* Features a biography by Zola’s English translator – follow Zola’s literary life when fleeing France for safety in England

* Also includes a special resources section, with the detailed listing of the Rougon-Macquart family tree, as well as an index of the main characters and locations in the twenty-novel series


* Scholarly ordering of texts into chronological order and literary genres

 

CONTENTS:

 

The Early Novels

CLAUDE’S CONFESSION

THE DEAD WOMAN’S WISH

THE MYSTERY OF MARSEILLE

THERESE RAQUIN

MADELEINE FERAT

 

The Rougon-Macquart Cycle

THE FORTUNE OF THE ROUGONS

THE KILL

THE FAT AND THE THIN

THE CONQUEST OF PLASSANS

ABBE MOURET’S TRANSGRESSION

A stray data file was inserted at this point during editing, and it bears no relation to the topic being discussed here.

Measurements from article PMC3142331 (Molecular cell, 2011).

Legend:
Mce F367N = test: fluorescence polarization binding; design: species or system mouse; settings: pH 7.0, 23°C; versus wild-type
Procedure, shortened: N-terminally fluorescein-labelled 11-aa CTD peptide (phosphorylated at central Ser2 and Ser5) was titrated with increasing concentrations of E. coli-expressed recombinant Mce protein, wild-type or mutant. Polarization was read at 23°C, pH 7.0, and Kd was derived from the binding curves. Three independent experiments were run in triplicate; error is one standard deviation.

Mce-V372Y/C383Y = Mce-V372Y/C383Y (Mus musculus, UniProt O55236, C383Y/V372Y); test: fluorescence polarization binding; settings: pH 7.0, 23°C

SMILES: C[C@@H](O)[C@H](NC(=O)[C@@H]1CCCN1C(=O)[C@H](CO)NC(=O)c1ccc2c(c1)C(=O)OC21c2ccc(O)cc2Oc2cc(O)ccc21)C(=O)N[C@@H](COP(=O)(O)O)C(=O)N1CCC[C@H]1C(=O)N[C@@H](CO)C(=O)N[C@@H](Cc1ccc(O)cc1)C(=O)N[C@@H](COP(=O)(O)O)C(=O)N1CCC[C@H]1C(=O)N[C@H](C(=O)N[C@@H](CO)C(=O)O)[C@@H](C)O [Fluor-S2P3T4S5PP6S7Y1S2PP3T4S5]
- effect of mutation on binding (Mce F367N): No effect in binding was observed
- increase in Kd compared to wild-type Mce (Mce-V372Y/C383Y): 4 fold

HIS EXCELLENCY EUGENE ROUGON

THE DRAM SHOP

A LOVE EPISODE

NANA

PIPING HOT

THE LADIES’ PARADISE

THE JOY OF LIFE

GERMINAL

HIS MASTERPIECE

THE EARTH

THE DREAM

THE HUMAN BEAST

MONEY

THE DOWNFALL

DOCTOR PASCAL

 

The Three Cities

LOURDES

ROME

PARIS

 

The Four Gospels

FRUITFULNESS

LABOUR

TRUTH

 

The Short Stories

STORIES FOR NINON

NEW STORIES FOR NINON

PARISIAN SKETCHES

THE ATTACK ON THE MILL

THE FLOOD

CAPTAIN BURLE

THE MILLER’S DAUGHTER

THE DEATH OF OLIVIER BECAILLE

NAÏS MICOULIN

 

J’Accuse !

I ACCUSE…!

 

The Criticism

ÉMILE ZOLA by Henry James

THE ZOLA CONTROVERSY by G. K. Chesterton

M. ZOLA by Sir Arthur Thomas Quiller-Couch

An Extract from ‘MY LITERARY PASSIONS’ by William Dean Howells

ÉMILE ZOLA by William Dean Howells

ZOLA by Henryk Sienkiewicz

BORLASE AND SON by James Joyce

 

The Biography

WITH ZOLA IN ENGLAND by Ernest Alfred Vizetelly

 

Resources

THE ROUGON-MACQUART FAMILY TREE

INDEX OF CHARACTERS IN THE ROUGON-MACQUART SERIES

INDEX OF LOCATIONS IN THE ROUGON-MACQUART SERIES
Emile Zola